Today we begin a new series of occasional posts featuring essential resources from current or past Mandel Center projects.
What are the Talmudic sugyot (topics or discussions) that every educated Jew ought to know, the most famous or significant Talmudic discussions? This document, compiled as part of the Bridging Scholarship and Pedagogy in Jewish Studies project, presents a list of 60+ sugyot nominated by a diverse group of instructors of rabbinic literature in various settings. The criteria clearly range widely, with the result that the nominees include both aggadic and halakhic sugyot, and sugyot chosen for their theological and ideological significance, their contemporary practical significance, or their centrality in discussions among commentators.
The resulting list is quite obviously the product of a committee, via a process of addition without subtraction or prioritization. It is hard to imagine that anyone would actually believe that these 67 sugyot are “what a Jew should know.” Nevertheless, with all of those caveats, the
list represents an interesting set – and there has been abundant interest in the results.
Download: What sugyot should an educated Jew know? [PDF]
At the Mandel Center’s recent Teacher Forum, Kathy Schultz presented us with new ideas and practical advice about the role and meaning of silent students and silent classrooms. In this video we share highlights from her presentation. We also share clips Kathy presented from two different classroom settings. They show how two different students use their silence to participate and demonstrate their teachers’ strategies for supporting that participation.
Teachers who think that silent students are not participating in class should reconsider, according to Kathy Schultz, who spoke recently to an audience of about 100 local educators at the Mandel Center’s fifth annual Teacher Forum. There are many ways to think about student silence in classrooms, but all should include an understanding that silence is a form of participation, said Schultz, dean of the school of education at Mills College and author of Rethinking Student Participation: Listening to Silent Voices.
Instead of rewarding speech and penalizing silence, Schultz urged teachers to think in a more nuanced way about how students participate in class. Continue Reading »
Today we hear from Josh Miller, Steven Green, Leah Nadich Meir and Joel Einleger about Nadiv, a collaboration between the Jim Joseph and AVI CHAI foundations. Nadiv is a pilot program to create six senior experiential educator positions to be shared by overnight camps and Jewish day/synagogue schools.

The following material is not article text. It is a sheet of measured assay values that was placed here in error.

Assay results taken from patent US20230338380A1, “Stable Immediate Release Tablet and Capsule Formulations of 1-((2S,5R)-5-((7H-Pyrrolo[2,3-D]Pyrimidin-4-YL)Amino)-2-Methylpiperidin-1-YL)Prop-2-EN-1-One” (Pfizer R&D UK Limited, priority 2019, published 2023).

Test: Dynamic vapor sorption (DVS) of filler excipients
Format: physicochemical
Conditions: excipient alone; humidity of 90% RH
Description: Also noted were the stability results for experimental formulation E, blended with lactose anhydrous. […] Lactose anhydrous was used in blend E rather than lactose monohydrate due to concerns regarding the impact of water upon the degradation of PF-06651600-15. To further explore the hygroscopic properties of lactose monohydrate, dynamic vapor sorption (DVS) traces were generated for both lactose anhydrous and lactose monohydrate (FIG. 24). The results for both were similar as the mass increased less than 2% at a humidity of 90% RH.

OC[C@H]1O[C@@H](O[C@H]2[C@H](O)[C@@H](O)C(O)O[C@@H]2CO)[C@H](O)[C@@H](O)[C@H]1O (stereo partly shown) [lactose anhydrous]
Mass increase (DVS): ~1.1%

Collaboration and partnership have become the buzzwords of our time. The business world as well as the nonprofit sector heralds the advantages of collaboration: sharing resources, bringing multiple perspectives to address difficult issues, eliminating duplication, learning from one another and pooling assets.
The Jim Joseph and AVI CHAI Foundations, as funders interacting with multiple organizations across sectors, have a bird’s-eye view of what can result when organizations function from within their own separate silos: duplicate efforts on the one hand and unaddressed needs on the other. This led us to ask: can we, as funders, use our resources and influence to catalyze collaboration? And taking that one step further: can we, as funders, collaborate to more effectively advance our common goals? Continue Reading »
This blog post, by Mandel Center researchers Allison Cook and Orit Kent, is based on an article recently published in HaYidion: The RAVSAK Journal. The full article is available here.
Through the Mandel Center’s Beit Midrash Research Project, we have been visiting early childhood to high school classes for years. We have seen that Tanakh learning tends to fall into two major types of student activity: language and/or translation exercises, and personalization. Language exercises range from picking out patterns of suffixes and roots in the original text to doing full written translations of Tanakh passages. In personalization exercises, students explore pre-determined themes in the text and apply them to their own lives, such as discussing their relationships with siblings when studying the Jacob and Esau narrative, or answering the question “what would I do in this situation?”
There are many good reasons why teachers use translation and personalization in Tanakh study, but when they are the main or only approaches they can limit the extent to which students can meaningfully engage with the text. Continue Reading »